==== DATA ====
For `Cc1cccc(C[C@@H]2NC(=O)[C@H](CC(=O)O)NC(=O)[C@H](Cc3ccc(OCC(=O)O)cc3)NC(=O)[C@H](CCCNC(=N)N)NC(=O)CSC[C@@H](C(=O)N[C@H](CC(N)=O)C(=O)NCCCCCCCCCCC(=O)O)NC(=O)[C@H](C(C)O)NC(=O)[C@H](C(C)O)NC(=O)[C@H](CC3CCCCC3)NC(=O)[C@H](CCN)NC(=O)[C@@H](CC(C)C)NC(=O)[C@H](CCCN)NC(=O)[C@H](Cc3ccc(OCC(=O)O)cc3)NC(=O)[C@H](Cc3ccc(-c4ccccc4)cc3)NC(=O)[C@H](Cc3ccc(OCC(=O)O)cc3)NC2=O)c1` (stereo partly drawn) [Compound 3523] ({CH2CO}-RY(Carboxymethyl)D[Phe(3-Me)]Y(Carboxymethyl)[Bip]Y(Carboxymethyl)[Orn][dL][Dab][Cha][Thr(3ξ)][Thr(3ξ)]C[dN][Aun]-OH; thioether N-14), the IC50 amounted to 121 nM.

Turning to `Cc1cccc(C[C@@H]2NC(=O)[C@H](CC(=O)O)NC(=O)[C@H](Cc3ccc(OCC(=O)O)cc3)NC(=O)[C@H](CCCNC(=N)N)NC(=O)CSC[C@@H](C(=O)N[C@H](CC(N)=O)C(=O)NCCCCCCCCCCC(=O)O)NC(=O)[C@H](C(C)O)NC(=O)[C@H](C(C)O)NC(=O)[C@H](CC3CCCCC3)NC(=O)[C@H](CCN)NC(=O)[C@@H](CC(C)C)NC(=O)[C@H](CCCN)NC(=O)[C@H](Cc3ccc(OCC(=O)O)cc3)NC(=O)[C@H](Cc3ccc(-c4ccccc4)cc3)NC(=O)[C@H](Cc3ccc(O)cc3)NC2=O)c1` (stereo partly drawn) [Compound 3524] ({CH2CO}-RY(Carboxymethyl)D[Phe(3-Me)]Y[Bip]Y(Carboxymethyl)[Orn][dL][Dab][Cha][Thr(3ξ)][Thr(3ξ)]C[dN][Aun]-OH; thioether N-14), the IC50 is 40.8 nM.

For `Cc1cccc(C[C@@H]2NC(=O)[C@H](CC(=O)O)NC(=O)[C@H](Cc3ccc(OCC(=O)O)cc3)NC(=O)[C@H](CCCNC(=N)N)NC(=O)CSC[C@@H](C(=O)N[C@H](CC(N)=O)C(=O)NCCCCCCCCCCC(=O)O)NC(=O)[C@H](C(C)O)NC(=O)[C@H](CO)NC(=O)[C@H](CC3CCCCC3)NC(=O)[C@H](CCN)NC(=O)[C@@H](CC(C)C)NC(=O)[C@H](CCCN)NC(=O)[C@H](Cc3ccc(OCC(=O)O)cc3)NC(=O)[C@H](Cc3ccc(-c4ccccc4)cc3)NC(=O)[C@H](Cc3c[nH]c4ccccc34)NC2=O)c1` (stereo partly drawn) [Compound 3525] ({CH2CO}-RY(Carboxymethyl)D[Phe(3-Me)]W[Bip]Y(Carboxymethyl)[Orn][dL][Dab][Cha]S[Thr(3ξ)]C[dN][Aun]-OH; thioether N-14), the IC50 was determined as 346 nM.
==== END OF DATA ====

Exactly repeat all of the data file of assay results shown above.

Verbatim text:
For `Cc1cccc(C[C@@H]2NC(=O)[C@H](CC(=O)O)NC(=O)[C@H](Cc3ccc(OCC(=O)O)cc3)NC(=O)[C@H](CCCNC(=N)N)NC(=O)CSC[C@@H](C(=O)N[C@H](CC(N)=O)C(=O)NCCCCCCCCCCC(=O)O)NC(=O)[C@H](C(C)O)NC(=O)[C@H](C(C)O)NC(=O)[C@H](CC3CCCCC3)NC(=O)[C@H](CCN)NC(=O)[C@@H](CC(C)C)NC(=O)[C@H](CCCN)NC(=O)[C@H](Cc3ccc(OCC(=O)O)cc3)NC(=O)[C@H](Cc3ccc(-c4ccccc4)cc3)NC(=O)[C@H](Cc3ccc(OCC(=O)O)cc3)NC2=O)c1` (stereo partly drawn) [Compound 3523] ({CH2CO}-RY(Carboxymethyl)D[Phe(3-Me)]Y(Carboxymethyl)[Bip]Y(Carboxymethyl)[Orn][dL][Dab][Cha][Thr(3ξ)][Thr(3ξ)]C[dN][Aun]-OH; thioether N-14), the IC50 amounted to 121 nM.

Turning to `Cc1cccc(C[C@@H]2NC(=O)[C@H](CC(=O)O)NC(=O)[C@H](Cc3ccc(OCC(=O)O)cc3)NC(=O)[C@H](CCCNC(=N)N)NC(=O)CSC[C@@H](C(=O)N[C@H](CC(N)=O)C(=O)NCCCCCCCCCCC(=O)O)NC(=O)[C@H](C(C)O)NC(=O)[C@H](C(C)O)NC(=O)[C@H](CC3CCCCC3)NC(=O)[C@H](CCN)NC(=O)[C@@H](CC(C)C)NC(=O)[C@H](CCCN)NC(=O)[C@H](Cc3ccc(OCC(=O)O)cc3)NC(=O)[C@H](Cc3ccc(-c4ccccc4)cc3)NC(=O)[C@H](Cc3ccc(O)cc3)NC2=O)c1` (stereo partly drawn) [Compound 3524] ({CH2CO}-RY(Carboxymethyl)D[Phe(3-Me)]Y[Bip]Y(Carboxymethyl)[Orn][dL][Dab][Cha][Thr(3ξ)][Thr(3ξ)]C[dN][Aun]-OH; thioether N-14), the IC50 is 40.8 nM.

For `Cc1cccc(C[C@@H]2NC(=O)[C@H](CC(=O)O)NC(=O)[C@H](Cc3ccc(OCC(=O)O)cc3)NC(=O)[C@H](CCCNC(=N)N)NC(=O)CSC[C@@H](C(=O)N[C@H](CC(N)=O)C(=O)NCCCCCCCCCCC(=O)O)NC(=O)[C@H](C(C)O)NC(=O)[C@H](CO)NC(=O)[C@H](CC3CCCCC3)NC(=O)[C@H](CCN)NC(=O)[C@@H](CC(C)C)NC(=O)[C@H](CCCN)NC(=O)[C@H](Cc3ccc(OCC(=O)O)cc3)NC(=O)[C@H](Cc3ccc(-c4ccccc4)cc3)NC(=O)[C@H](Cc3c[nH]c4ccccc34)NC2=O)c1` (stereo partly drawn) [Compound 3525] ({CH2CO}-RY(Carboxymethyl)D[Phe(3-Me)]W[Bip]Y(Carboxymethyl)[Orn][dL][Dab][Cha]S[Thr(3ξ)]C[dN][Aun]-OH; thioether N-14), the IC50 was determined as 346 nM.